“At the moment I’m just trying to run a certain number of miles a week, a mix of long runs, tempo runs and interval training, usually in the dark before work. I’ll be stepping up the mileage each week in the run-up to the Edinburgh marathon. As the marathon is a road race and the ultra is a trail/desert race I’m trying to mix up off-road and road running as much as possible.”
What is the diet of an Ultra-marathon athlete?
Hannah’s top tip is an ultra-athlete should never say no to food.
“Eat anything and everything! Running long distances means I basically have to force myself to eat enough, so I just grab whatever is in sight. Whilst running long distances, I tend to drink Tailwind, and I’ve recently discovered TRIBE bars and I’m a convert.”
Charlie agrees that it’s a question of quantity over quality but does have his suggestion for what to take with you.
“For long endurance challenges, I just make I put enough food into my body as I have a tendency to focus too much on the task at hand and forget to eat. I will generally carry some energy gels or chews, the Clif ones are my favourite, to give me a bit of energy boost when I’m flagging towards the end.”
Does running with a partner help?
The brother and sister combo have raced and trained together before but largely compete and train separately. Hannah’s running experience and Charlie’s hiking background is what they hope will make the difference for them in the Atacama Crossing. Hannah admits that Charlie’s company helps her mentally for her long runs and can show Charlie the ropes physically when it comes to the distance.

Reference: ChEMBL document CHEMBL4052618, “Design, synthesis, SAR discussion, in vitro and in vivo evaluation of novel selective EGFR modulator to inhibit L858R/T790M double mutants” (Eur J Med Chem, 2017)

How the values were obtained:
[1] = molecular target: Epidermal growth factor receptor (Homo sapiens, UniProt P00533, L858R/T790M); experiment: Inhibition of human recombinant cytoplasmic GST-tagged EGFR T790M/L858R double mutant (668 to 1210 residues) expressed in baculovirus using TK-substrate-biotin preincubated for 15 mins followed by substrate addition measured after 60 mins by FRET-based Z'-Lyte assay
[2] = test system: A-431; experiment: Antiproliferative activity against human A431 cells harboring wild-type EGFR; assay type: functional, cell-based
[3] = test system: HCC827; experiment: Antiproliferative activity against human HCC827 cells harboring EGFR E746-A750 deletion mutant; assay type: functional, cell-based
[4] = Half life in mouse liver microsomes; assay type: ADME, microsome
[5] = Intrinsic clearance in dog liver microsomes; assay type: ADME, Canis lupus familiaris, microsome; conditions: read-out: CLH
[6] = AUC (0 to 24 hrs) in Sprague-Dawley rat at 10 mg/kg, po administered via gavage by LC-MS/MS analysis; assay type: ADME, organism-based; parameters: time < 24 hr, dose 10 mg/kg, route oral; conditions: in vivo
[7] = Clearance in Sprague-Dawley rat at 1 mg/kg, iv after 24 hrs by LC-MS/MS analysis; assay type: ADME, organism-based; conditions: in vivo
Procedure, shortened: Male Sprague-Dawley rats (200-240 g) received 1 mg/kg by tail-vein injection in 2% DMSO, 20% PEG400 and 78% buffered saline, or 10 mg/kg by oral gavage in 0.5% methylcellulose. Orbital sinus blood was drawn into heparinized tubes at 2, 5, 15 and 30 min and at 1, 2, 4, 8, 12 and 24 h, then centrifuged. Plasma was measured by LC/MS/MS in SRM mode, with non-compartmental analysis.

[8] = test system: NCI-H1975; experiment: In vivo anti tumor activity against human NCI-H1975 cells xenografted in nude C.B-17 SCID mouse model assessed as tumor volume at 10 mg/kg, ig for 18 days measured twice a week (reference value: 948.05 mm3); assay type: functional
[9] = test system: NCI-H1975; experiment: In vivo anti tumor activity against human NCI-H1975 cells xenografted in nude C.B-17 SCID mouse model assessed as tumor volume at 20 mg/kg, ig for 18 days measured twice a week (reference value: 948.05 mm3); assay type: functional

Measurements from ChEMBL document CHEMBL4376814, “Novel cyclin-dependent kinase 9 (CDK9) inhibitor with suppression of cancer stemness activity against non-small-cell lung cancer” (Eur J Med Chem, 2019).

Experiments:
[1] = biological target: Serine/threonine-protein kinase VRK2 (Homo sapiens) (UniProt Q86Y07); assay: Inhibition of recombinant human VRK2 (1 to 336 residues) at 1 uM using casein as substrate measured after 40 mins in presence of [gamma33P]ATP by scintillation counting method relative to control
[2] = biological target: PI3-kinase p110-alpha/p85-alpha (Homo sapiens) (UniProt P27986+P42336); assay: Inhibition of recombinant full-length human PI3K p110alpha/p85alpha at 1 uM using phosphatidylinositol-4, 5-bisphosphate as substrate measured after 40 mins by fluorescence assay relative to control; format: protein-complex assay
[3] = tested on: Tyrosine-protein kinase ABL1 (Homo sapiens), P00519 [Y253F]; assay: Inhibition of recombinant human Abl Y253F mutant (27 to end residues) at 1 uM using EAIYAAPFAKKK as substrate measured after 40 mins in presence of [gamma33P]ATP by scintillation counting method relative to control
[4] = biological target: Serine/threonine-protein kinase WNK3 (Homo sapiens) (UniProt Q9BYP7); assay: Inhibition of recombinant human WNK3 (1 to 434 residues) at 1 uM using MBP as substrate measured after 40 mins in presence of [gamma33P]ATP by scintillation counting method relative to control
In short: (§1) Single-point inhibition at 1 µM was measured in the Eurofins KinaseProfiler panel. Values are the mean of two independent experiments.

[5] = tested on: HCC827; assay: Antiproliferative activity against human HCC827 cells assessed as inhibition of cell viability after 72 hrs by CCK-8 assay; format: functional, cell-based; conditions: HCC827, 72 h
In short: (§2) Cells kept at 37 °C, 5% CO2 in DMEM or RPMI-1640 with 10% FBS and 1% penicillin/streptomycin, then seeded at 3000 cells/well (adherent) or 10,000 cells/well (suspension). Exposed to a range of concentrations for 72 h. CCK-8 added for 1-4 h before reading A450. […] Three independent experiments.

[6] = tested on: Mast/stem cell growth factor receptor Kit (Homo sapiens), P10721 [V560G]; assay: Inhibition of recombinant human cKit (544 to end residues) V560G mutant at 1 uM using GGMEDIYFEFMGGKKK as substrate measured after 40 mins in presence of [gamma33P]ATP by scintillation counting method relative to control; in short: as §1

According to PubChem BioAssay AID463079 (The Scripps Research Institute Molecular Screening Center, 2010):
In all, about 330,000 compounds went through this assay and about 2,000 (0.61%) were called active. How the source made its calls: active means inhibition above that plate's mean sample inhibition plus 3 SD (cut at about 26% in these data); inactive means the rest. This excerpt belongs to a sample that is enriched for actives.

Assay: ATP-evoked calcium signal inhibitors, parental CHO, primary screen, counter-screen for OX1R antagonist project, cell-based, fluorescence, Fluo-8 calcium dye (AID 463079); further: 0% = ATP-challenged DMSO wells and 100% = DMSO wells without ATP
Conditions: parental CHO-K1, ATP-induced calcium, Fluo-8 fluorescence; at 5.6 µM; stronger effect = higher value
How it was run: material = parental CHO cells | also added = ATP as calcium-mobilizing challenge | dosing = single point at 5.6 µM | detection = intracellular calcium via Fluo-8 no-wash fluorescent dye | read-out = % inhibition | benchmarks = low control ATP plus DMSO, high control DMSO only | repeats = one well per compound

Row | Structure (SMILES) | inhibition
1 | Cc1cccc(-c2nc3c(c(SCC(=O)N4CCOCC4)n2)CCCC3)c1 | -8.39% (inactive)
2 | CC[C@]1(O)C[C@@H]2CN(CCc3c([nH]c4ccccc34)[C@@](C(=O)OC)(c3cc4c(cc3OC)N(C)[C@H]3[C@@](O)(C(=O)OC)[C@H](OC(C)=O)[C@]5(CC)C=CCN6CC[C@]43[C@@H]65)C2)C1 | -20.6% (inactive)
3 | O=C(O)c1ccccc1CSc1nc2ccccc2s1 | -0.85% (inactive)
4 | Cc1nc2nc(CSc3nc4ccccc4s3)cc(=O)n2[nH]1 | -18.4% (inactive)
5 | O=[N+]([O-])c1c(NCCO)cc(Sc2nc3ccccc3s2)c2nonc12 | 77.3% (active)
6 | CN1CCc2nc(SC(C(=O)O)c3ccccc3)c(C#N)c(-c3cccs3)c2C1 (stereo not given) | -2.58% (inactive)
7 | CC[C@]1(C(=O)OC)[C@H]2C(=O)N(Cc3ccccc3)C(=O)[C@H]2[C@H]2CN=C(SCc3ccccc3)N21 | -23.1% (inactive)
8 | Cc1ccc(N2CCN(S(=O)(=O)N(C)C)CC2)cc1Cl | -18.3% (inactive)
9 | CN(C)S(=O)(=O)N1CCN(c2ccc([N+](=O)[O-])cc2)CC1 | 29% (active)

“We generally have our own individual training regimes. For example, we’re both doing the Edinburgh marathon in May but I’m training for a sub 4-hour marathon while Hannah is aiming for less. With the Atacama, our main goal is just to finish so if we are at different fitness levels at the time of running then that’s not a massive problem. The main problem with me will be fitting in my mountain leader training at the same time.”
Hannah hopes that the two of them can get together for the longer runs. Running with her brother helps her mentally and in return, she can help him with the physical implications of the distance.
”We’ve done a half marathon together and that’s about it on the race front. Charlie loves his hiking, so I’m hoping he’ll help me out with that part. I’ll show him the ropes on the whole long distance running thing.”
What gear does an Ultra Athlete use and where can I get it?
“I’m a big fan of my OMM gear. I’ll be bringing my waterproof jacket and one of my OMM rucksacks to the Atacama and I’ll be wearing Merrell trail shoes and my 1000 Mile compression socks. I’m yet to invest in any camping equipment – definitely my next plan as all I own is a 15-year-old sleeping bag which weighs about a kilo!”
“I swear by my Salomon trail shoes. I walked the entire way from Mexico to Canada with them (albeit three different pairs) without a single blister and I wouldn’t do a trail run in anything else.”
The pair are understandably nervous about what is to come in Chile but both can’t wait to get stuck in. There a lot going on for the two of them between now and then. Charlie’s to complete his first marathon before flying out to Mexico to do 7 back to back. He said it was a bit “daunting” for him and couldn’t work out whether he was “crazy or stupid”.
We’ll let you be the judge of that.